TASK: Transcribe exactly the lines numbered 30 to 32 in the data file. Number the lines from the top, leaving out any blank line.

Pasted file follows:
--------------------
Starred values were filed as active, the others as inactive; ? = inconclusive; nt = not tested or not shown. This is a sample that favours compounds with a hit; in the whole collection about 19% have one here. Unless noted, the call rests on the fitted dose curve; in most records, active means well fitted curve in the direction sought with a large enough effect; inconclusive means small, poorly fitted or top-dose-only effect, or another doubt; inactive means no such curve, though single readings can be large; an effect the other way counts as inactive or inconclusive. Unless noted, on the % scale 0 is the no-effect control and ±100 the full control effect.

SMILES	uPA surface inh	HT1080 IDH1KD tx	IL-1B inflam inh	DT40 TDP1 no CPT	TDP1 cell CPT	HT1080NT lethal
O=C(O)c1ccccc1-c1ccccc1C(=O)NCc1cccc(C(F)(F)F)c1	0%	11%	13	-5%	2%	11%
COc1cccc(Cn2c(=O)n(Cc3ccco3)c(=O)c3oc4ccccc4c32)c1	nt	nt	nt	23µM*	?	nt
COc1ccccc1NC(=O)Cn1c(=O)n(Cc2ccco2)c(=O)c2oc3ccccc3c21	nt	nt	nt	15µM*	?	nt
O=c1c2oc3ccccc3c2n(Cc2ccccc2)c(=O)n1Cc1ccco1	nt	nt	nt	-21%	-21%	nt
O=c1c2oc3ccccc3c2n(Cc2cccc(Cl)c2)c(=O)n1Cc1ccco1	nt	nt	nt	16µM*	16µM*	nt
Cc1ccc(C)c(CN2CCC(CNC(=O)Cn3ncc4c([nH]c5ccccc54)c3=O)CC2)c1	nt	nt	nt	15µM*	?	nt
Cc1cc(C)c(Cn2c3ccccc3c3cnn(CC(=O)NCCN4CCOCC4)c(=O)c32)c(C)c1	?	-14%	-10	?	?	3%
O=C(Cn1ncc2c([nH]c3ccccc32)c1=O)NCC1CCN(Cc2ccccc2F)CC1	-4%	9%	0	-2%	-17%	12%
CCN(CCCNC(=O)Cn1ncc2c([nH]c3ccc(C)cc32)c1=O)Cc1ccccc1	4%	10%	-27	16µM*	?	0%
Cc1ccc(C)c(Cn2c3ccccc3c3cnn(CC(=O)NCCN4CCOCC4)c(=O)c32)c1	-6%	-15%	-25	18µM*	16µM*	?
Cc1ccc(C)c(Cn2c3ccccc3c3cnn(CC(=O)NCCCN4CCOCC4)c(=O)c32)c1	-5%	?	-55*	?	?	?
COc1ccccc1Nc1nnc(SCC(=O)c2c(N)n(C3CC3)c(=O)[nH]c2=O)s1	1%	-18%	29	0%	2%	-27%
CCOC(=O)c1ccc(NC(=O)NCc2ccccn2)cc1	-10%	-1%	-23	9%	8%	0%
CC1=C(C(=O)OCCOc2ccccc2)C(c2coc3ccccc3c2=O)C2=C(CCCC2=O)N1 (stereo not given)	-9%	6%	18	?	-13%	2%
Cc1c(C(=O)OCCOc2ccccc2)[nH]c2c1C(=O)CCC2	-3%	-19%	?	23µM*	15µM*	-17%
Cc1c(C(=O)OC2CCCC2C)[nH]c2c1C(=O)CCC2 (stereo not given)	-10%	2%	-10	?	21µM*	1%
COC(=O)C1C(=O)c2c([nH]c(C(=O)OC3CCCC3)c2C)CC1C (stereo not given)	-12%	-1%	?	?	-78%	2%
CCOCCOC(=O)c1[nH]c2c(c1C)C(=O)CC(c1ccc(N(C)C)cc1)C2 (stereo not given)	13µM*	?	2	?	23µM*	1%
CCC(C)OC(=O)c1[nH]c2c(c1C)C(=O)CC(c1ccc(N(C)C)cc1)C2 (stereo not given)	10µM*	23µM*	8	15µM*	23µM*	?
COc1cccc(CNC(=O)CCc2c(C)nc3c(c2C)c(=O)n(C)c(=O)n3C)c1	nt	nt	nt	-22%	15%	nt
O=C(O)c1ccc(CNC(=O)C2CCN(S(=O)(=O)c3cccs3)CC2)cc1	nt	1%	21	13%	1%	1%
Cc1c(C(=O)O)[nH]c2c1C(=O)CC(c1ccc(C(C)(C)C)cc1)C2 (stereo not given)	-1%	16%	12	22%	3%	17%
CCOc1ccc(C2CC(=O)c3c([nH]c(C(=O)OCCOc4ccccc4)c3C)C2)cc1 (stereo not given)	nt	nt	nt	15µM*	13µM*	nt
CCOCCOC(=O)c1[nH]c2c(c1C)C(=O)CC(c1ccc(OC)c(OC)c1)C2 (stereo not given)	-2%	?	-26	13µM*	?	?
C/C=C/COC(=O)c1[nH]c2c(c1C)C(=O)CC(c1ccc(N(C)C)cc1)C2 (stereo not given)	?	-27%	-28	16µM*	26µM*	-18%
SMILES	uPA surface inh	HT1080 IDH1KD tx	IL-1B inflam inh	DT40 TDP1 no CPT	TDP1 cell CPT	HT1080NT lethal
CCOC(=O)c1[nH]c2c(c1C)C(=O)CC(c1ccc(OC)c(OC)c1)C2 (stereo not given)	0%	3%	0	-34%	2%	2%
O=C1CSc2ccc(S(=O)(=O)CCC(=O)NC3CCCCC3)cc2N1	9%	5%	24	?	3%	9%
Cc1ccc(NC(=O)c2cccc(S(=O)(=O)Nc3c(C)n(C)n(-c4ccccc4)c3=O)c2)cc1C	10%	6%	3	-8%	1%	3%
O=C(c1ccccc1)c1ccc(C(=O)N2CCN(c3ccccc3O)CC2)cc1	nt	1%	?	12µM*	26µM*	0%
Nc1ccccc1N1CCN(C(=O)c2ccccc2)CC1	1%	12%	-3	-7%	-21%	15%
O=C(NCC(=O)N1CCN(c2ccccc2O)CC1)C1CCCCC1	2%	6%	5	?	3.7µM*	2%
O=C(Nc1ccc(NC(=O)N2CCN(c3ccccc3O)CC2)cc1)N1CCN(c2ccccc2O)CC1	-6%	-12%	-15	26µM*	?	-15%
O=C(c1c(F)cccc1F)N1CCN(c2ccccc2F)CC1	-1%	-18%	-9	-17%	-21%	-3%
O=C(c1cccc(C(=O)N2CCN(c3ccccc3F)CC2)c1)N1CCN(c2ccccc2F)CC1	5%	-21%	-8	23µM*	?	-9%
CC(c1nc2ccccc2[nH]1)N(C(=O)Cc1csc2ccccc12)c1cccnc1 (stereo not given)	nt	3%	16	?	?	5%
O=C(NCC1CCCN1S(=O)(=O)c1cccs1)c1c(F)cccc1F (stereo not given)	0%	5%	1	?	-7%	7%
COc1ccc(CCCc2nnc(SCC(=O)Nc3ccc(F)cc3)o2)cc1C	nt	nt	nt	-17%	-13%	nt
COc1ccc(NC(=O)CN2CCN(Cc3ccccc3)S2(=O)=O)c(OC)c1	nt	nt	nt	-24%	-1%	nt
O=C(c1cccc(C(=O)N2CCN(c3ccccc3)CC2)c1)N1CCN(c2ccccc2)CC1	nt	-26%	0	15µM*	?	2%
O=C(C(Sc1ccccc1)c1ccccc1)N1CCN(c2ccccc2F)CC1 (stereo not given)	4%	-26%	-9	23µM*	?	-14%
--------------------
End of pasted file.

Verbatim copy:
O=C1CSc2ccc(S(=O)(=O)CCC(=O)NC3CCCCC3)cc2N1	9%	5%	24	?	3%	9%
Cc1ccc(NC(=O)c2cccc(S(=O)(=O)Nc3c(C)n(C)n(-c4ccccc4)c3=O)c2)cc1C	10%	6%	3	-8%	1%	3%
O=C(c1ccccc1)c1ccc(C(=O)N2CCN(c3ccccc3O)CC2)cc1	nt	1%	?	12µM*	26µM*	0%